The proposed POI is a multi-institutional grant that will develop a stem cell based therapy for the treatment of sickle cell disease (SCD) and ?-thalassemia (?-thal) as well as other hemoglobinopathies, using patient derived somatic cells and reprogramming them into induced pluripotent stem (IPS) cells that will have their mutations corrected and ultimately differentiated into hematopoietic stem cells (HSCs) to reconstitute the patient's hematopoietic system. Development of an effective cellular therapy for the treatment of hemoglobinopathies, the most common inherited diseases worldwide, would significantly improve the quality of life of individuals afflicted with SCD and B-thalassemia that are common among the peoples of Africa, the Mediterranean, the Middle East, and Asia as well as their descendents in the U.S. This proposal will test the hypothesis that an effective cellular and genetic therapy for these diseases can be achieved in the context of this PPG through the generation, modification, and the hematopoietic differentiation of patient derived iPS cells. This will be accomplished through the following Projects: Project 1 will involve the conversion of a patient's somatic cells into IPS cells using phiC31 Integrase-mediated, sequence-specific integration of a plasmid carrying 2A peptide linked Oct4, Sox2, Klf4, and cMyc reprogramming cDNAs or by using small activating double stranded RNA (saRNA) to transiently enhance the expression of these reprogramming genes. Project 2 will involve correction of the disease causing mutations in the somatic cells and the iPS cells by sequence specific modification using either classical homologous recombination (HR) or by oligo/polynucleotide-based small fragment homologous replacement (SFHR) in the presence or absence of targeted zinc finger nucleases (ZFNs) or other meganucleases. Project 3 will involve exposure of uncorrected and corrected iPS cells to conditions to direct hematopoietic differentiation to generate HSCs which have the capacity to engraft and reconstitute the hematopoietic system. In the course of this PPG, all Projects will develop xeno-free systems to optimize safety. The science in the Projects will be augmented by an administrative (Core A) and 2 scientific Cores: Core B: Cell and Molecular Biology, and Core C: Cell Transplantation and Analysis.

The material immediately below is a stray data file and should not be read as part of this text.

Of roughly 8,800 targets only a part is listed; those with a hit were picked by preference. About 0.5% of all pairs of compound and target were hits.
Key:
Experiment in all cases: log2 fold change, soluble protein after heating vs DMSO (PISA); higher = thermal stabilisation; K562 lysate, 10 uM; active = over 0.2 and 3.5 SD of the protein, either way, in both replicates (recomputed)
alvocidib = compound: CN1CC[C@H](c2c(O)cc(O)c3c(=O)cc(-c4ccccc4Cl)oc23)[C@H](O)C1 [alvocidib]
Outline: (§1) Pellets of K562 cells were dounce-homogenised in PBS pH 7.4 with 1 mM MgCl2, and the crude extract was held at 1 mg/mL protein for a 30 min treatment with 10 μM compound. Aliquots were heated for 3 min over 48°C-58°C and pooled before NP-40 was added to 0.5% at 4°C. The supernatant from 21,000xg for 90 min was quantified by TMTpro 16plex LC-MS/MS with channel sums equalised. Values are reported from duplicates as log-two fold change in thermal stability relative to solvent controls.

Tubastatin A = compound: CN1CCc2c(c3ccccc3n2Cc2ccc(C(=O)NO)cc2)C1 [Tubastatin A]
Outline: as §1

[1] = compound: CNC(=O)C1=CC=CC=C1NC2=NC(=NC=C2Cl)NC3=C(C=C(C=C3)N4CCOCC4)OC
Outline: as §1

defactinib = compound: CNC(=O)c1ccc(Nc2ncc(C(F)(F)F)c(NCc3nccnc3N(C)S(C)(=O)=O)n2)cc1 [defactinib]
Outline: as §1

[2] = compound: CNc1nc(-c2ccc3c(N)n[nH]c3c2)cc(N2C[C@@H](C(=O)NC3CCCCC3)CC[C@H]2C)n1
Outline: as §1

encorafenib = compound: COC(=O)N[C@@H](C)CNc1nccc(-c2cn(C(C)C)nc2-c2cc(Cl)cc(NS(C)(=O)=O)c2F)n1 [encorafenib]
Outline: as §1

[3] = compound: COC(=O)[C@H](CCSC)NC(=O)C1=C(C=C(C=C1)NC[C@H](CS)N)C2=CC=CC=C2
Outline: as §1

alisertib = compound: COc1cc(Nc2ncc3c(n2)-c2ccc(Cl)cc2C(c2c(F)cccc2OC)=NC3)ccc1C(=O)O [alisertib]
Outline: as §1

Public Health Relevance

This Program Project will focus on the development of a therapy for sickle cell anemia and B-thalassemia the most common genetic diseases worldwide. It aims to devise new methods of treating these diseases by genetically correcting patient cells to generate stems cells for transplantation, thus avoiding rejection due to histo-incompatibility. Correcting these diseases would significantly improve the quality of life among afflicted individuals and decrease the social and economic burden that they impose on the healthcare system.

National Institute of Health (NIH)
National Institute of Diabetes and Digestive and Kidney Diseases (NIDDK)
Research Program Projects (P01)
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Special Emphasis Panel (ZDK1-GRB-6 (M3))
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Bishop, Terry Rogers
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University of California San Francisco
Internal Medicine/Medicine
Schools of Medicine
San Francisco
United States
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